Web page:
Healthcare Purchasing News wishes all you fathers a wonderful and healthy weekend. We found this brief checklist and decided to share as a reminder for staying healthy.
As it is found that men put their health last, this Father’s Day, it might be time to focus on the gift of health for dads, addressed an article for Penn State News.
In a 2019 study of more than 1,100 men conducted by the Cleveland Clinic, 65% of respondents said they avoided going to the doctor as long as possible, and 72% said they’d rather do chores like mowing the lawn instead.
“Men tend to take care of their cars more frequently than they do themselves,” said Dr. Eldra Daniels, a family medicine and primary care sports medicine physician who sees patients at Penn State Health Medical Group — Mount Joy and Penn State Health Lime Spring Outpatient Center. “But when men wait to see the doctor once their ‘check engine’ light comes on, they suffer major health problems that could’ve been prevented.”
Those problems include heart attacks—which are twice as common in men than women—and strokes, which can have life-changing consequences. “The damage from a stroke can leave you with an inability to walk, talk or perform previously enjoyable activities,” said Daniels, “Approximately 80% of strokes are preventable by making healthy lifestyle changes and seeing a health care specialist who can screen for diseases that cause strokes.”
To keep dad healthy, Daniels recommends men take these steps:
• Get a physical exam. Daniels recommends men ages 30 to 50 get a physical every two to three years, while men 50 and older should have an annual physical examination. All health insurers cover these wellness exams, which will help men know their body weight, blood pressure, cholesterol levels and blood sugar levels. Men can also discuss their diet with their physician and get tips for healthy eating habits that, for example, may reduce cholesterol and heart risk. During the exam, men should ask their doctors which screenings might be right for them, including screenings for men’s health conditions like prostate cancer. The U.S. Preventive Services Task Force now recommends that men get colonoscopies—tests that check for signs of colon cancer—starting at age 45.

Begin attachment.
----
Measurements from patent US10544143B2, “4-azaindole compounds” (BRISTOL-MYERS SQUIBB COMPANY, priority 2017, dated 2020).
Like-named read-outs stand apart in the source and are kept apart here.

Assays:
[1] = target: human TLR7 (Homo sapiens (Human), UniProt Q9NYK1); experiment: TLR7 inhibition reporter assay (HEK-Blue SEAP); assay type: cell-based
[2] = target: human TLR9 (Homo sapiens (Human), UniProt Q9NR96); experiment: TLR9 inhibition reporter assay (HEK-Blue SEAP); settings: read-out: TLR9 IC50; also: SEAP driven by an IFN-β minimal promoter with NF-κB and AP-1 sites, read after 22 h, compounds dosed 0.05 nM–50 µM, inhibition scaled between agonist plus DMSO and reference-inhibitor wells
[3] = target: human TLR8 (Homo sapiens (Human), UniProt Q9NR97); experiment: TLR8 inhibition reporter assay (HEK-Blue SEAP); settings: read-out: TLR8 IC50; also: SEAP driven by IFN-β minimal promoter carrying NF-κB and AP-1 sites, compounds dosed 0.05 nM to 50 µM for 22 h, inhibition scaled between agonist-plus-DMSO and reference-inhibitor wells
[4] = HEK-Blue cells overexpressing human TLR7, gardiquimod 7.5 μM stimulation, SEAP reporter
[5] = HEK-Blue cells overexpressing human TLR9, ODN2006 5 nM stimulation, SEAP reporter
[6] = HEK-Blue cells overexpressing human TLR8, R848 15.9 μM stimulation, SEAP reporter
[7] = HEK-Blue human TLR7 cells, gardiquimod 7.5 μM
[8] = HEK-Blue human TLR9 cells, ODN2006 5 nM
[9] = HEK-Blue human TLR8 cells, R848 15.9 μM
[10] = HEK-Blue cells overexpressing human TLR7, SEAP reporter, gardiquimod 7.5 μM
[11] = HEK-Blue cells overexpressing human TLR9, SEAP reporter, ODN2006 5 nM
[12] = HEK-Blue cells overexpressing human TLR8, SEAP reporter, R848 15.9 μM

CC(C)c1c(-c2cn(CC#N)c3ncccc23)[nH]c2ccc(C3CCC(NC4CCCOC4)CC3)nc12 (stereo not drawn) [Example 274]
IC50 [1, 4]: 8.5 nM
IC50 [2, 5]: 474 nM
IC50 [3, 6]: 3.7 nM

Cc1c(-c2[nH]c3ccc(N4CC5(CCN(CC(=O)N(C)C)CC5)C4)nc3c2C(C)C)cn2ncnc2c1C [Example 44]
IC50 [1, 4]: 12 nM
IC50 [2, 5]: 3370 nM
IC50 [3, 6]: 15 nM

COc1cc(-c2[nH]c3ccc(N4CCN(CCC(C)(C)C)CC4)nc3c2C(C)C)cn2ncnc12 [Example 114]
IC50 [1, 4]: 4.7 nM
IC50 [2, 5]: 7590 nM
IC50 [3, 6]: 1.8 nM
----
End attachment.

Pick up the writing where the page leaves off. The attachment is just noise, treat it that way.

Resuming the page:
• Stop smoking. Tobacco use is linked to higher risks for heart attack, chronic obstructive pulmonary disease and lung cancer. Men ages 50 to 80 who currently smoke or have quit within the past 15 years may benefit from a lung cancer screening, performed with a low-dose CT scan.
• Get active. “Regular exercise can reduce your risk for cancer, diabetes, heart disease and multiple other diseases,” Daniels said. For dads who haven’t been active in a while, Daniels recommends starting with an activity they enjoy—biking, walking, running. “But don’t immediately start with a daily two-mile run,” he said. Instead, begin gradually and work up to longer distances.
How to start the conversation
Daniels recommends using questions like, “How are you feeling health-wise?” As the talk continues, emphasize the reasons why dad should watch his health ─ most importantly, staying healthy for his children or grandchildren.